We also remain concerned that the CFPB and Department have not reestablished the Memorandum of Understanding (MOU) for the CFPB to access the student borrower loan data, known as the Supervisory MOU. For more than a year, the CFPB has provided a variety of excuses and shifting explanations for the failure to reestablish the Supervisory MOU.[4] As a result, other than the current joint examination, the Department is still withholding access to student borrower loan data necessary for the CFPB to fully examine servicers of federally-held student loans for potential wrongdoing. We have repeatedly asked your staff for updates on this issue, but still have not received any meaningful update from the CFPB regarding progress towards reestablishing the MOU or a timeline for finalizing the MOU.

To better understand if and how the CFPB is carrying out its statutory mandate to oversee the student loan market, please provide responses to the following by June 3, 2020.

1.         As to the “joint” examination with the Department: 

a.         Is the CFPB following all seven modules from the June 2017 Examination Procedures for Education Loans?[5] If not, please explain why not.

b.         Does the CFPB require the Department’s permission to share confidential examination information or findings with other CFPB offices (including Research, Markets, Regulations, or Enforcement) or with state regulators, respectively?

c.         Did the Department have input on the scope of the CFPB’s examination? If so, please describe.

d.         Has the Department supervised or provided any instruction to CFPB examiners in carrying out their work?

e.         Does the CFPB require the Department’s permission or input to carry out any of its examination work?

f.          Did or will the Department participate in the CFPB’s determination of final examinations findings, citations, or the contents of CFPB final examination reports?

g.         Did or will the Department participate in assessing remediation or compliance with any Matters Requiring Attention?

h.         Did or will the Department participate in any decisions regarding referrals to the CFPB’s Office of Enforcement?

2.         How many other examinations of servicers of federally-held student loans does the CFPB currently have planned for 2020, and of these, in how many will the Department participate?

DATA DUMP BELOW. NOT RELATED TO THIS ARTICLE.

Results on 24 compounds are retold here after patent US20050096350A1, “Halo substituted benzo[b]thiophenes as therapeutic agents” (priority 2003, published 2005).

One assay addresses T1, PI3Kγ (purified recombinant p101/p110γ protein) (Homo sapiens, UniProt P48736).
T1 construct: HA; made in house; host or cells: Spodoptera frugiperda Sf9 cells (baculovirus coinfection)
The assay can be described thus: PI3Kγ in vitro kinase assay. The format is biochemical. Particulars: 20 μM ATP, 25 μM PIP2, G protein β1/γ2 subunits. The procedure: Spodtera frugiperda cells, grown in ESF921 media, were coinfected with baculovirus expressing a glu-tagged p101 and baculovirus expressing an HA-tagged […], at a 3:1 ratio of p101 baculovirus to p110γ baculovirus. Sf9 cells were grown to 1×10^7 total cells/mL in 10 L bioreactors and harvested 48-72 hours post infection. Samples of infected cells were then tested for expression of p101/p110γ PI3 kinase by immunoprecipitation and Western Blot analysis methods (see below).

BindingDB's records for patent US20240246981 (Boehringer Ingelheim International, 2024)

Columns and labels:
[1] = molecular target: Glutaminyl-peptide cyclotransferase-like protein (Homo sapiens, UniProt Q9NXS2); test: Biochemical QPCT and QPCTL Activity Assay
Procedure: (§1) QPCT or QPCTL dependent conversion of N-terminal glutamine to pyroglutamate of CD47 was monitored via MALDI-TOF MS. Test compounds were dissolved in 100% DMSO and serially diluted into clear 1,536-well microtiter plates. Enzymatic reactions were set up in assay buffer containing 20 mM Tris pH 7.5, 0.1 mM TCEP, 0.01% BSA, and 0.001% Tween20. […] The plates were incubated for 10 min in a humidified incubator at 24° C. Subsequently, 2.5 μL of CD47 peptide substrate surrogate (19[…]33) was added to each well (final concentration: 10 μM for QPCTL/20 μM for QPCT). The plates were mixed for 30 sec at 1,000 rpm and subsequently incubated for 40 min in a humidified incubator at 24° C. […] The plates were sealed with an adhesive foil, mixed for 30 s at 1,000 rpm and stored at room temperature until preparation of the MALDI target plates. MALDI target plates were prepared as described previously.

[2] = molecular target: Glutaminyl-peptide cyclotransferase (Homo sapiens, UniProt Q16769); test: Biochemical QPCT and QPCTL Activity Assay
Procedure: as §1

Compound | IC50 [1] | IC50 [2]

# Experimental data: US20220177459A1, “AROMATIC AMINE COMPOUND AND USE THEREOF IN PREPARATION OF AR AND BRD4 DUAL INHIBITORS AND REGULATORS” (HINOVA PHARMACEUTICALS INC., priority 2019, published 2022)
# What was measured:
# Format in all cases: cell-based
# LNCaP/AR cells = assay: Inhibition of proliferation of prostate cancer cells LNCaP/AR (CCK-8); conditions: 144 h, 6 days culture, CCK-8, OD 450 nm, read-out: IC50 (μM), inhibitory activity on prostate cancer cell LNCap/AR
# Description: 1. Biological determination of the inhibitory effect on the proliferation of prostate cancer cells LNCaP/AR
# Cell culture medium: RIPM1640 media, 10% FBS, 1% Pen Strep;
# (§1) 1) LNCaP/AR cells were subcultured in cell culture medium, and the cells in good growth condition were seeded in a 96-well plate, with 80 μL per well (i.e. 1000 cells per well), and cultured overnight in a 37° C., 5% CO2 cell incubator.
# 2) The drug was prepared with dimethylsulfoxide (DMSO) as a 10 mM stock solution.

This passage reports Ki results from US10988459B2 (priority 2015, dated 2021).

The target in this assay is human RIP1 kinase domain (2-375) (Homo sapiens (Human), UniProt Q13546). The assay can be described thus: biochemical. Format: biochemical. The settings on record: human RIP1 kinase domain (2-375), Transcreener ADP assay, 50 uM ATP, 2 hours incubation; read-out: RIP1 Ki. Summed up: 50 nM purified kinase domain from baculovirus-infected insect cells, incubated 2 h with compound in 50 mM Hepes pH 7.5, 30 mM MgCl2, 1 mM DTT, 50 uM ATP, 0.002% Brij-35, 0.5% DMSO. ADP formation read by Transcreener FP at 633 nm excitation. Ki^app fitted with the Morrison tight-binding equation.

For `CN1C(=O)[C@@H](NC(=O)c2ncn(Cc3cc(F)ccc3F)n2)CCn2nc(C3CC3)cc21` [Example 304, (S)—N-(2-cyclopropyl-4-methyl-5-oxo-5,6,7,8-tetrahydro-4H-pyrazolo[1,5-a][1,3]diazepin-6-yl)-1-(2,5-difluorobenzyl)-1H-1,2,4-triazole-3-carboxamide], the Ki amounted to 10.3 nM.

3.         Since December 2019, describe what progress the CFPB has made, if any, in reestablishing the Supervisory MOU with the Department, including a timeline of relevant meetings and exchanges of draft text and a timeline for finalizing the MOU.

4.         You testified that CFPB examiners would be detailed to the Department during the February 2020 oversight hearing before the House Committee on Financial Services.

a.         How many CFPB examiners have been detailed to the Department, and for how long?

b.         What is the purpose of the examiners’ detail to the Department and the scope of their work?

5.         How is the CFPB monitoring student loan servicers’ implementation and compliance with the CARES Act, including the pause on payments, interest, and collections, and the required notifications to borrowers to ensure that borrowers fully understand their rights and options, including the option to consolidate federal student loans that do not qualify for CARES Act relief into a Direct Loan?

6.         Has the CFPB identified any trends in complaints from student loan borrowers since the beginning of the coronavirus national emergency? If so, please include a breakdown of information by servicer and types of loans.

7.         Please describe the instances, and summarize the content, of CFPB’s recommendations to the Department regarding the “NextGen” student loan servicing reform, including all efforts to improve oversight and accountability of contractors.

Thank you for attention to this important matter. We look forward to your response.

 

###